This seems unusual and is the result of basically port 53 DNS hijack. Let’s try to verify it using popular “whoami.akamai.net” query.
dig @184.108.40.206 whoami.akamai.net a +short
dig @220.127.116.11 whoami.akamai.net a +short
dig @18.104.22.168 whoami.akamai.net a +short
So clearly something in middle is hijacking DNS queries and no matter whichever DNS resolver I try to use, the queries actually hit authoritative DNS via 22.214.171.124. This belongs to WorldLink Communications (ISP here in Nepal) and I am just 5 hops away from it.
So what can be done about these cases? Well, one way is VPN of course but with a setup where VPN server’s IP address is hardcoded in the client and not using DNS. It works and does the task but performance can vary greatly depending on how far is the tunnel server. A better and more modern way out of it is by using encryption in DNS by using a protocol named “DNSCrypt“. DNSCrypt offers to encrypt of DNS queries from clients to the DNS resolvers. (Beyond that resolver still, follow usual non-encrypted root chain to reach authoritative DNS servers).
So how does it work?
There’s no integrated support of DNSCrypt in OS’es at this time. There are number of projects like dnscrypt-osxclient available on GitHub which enable this support. Once configured, the client changes system’s DNS resolver to a local IP which listens for port 53 (regular/non-encrypted) requests.
The client often offers support of various open resolvers like OpenDNS, Quad9 etc.
dig @127.0.0.54 whoami.akamai.net a +short
Here it shows that DNS resolver in my case happens to be Cisco’s OpenDNS. As soon as the client gets port 53 DNS queries, it encrypts it and sends via UDP port 443 (UDP or TCP depending on provider and client configuration). The encyption is based on trusted root CA’s and associated chain as popularly used in HTTPS. This is also one of reasons why DNSCrypt is also known as DNS over HTTPS.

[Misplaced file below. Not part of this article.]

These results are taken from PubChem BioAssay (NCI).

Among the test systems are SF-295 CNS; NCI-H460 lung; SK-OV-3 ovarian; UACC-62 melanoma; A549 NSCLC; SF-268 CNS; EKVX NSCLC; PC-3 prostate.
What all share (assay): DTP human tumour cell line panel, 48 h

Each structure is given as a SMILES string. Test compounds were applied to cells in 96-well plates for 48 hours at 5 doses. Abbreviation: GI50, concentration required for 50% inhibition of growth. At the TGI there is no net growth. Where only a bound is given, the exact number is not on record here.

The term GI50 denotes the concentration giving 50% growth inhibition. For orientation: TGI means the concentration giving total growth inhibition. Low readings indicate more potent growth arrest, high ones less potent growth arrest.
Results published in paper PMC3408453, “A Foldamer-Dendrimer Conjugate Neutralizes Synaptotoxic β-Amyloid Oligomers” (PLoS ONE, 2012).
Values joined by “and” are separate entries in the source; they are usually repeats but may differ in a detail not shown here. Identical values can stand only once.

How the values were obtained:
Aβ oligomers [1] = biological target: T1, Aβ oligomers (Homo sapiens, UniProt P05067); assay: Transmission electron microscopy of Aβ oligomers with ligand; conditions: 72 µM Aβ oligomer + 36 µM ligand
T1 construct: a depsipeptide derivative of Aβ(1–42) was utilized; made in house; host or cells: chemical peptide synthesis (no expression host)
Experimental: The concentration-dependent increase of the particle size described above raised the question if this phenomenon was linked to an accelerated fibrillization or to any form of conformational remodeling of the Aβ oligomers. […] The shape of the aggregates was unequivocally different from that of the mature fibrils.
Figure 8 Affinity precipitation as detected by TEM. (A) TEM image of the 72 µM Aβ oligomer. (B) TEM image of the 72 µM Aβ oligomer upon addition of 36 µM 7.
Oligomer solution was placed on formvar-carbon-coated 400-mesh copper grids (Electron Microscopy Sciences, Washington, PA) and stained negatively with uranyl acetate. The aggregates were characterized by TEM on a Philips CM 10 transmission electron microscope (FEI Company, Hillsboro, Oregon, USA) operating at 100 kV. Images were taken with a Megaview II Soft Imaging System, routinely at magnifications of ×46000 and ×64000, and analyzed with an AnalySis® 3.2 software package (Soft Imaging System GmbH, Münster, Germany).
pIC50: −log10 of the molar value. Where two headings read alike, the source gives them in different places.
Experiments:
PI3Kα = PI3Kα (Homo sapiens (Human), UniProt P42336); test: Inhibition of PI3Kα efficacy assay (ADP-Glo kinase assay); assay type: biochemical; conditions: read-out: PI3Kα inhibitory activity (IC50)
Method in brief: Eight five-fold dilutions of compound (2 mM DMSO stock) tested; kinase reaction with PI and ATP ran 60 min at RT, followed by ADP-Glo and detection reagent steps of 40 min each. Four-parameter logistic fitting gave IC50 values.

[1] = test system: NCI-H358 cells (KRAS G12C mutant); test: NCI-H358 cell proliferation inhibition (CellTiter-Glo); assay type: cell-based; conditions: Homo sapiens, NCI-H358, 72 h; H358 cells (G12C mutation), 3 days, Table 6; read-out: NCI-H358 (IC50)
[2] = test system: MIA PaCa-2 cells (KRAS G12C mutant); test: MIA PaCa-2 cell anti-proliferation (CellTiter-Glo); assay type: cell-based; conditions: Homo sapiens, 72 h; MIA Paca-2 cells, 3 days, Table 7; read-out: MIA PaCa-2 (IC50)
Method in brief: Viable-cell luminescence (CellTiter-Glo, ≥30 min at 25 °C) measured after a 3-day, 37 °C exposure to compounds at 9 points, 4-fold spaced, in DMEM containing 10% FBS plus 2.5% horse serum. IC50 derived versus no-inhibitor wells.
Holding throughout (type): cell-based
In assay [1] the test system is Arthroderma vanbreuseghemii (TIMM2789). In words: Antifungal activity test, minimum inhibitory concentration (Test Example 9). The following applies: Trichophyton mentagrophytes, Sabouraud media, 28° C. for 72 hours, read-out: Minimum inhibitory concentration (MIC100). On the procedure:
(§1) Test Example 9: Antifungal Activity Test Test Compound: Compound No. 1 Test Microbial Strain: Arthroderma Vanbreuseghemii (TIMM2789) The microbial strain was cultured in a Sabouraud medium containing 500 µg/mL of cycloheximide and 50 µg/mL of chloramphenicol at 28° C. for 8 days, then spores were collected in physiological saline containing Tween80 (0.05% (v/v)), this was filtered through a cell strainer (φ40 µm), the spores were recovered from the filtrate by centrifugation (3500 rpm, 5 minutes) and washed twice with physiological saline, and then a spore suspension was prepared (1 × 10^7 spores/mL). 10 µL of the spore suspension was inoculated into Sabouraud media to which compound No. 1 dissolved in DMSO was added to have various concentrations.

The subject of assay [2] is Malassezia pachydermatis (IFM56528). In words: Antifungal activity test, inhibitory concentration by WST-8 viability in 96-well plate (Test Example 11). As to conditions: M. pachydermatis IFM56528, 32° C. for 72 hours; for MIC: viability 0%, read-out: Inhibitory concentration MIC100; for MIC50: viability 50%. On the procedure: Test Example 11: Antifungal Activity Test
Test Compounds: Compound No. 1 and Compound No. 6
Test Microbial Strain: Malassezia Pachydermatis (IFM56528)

Here’s an example of a DNS query to resolve A record of google.com while running tcpdumps in parallel:
sudo tcpdump -i lo0 'dst port 53' -n
tcpdump: verbose output suppressed, use -v or -vv for full protocol decode
listening on lo0, link-type NULL (BSD loopback), capture size 262144 bytes
04:36:04.429212 IP 127.0.0.54.50966 > 127.0.0.54.53: 31576+ A? prd.col.aria.browser.skypedata.akadns.net. (59)
04:36:04.532015 IP 127.0.0.54.54914 > 127.0.0.54.53: 623+ [1au] A? google.com. (39)
2 packets captured
4 packets received by filter
0 packets dropped by kernel
This shows request went in clear text to 127.0.0.54 which is configured on loopback. While in parallel if I watch for traffic towards OpenDNS public IPs, I get:
sudo tcpdump -i en0 'dst 126.96.36.199 or dst 188.8.131.52' -n
tcpdump: verbose output suppressed, use -v or -vv for full protocol decode
listening on en0, link-type EN10MB (Ethernet), capture size 262144 bytes
04:39:56.827824 IP 192.168.0.4.53763 > 184.108.40.206.443: UDP, length 512
1 packet captured
63 packets received by filter
0 packets dropped by kernel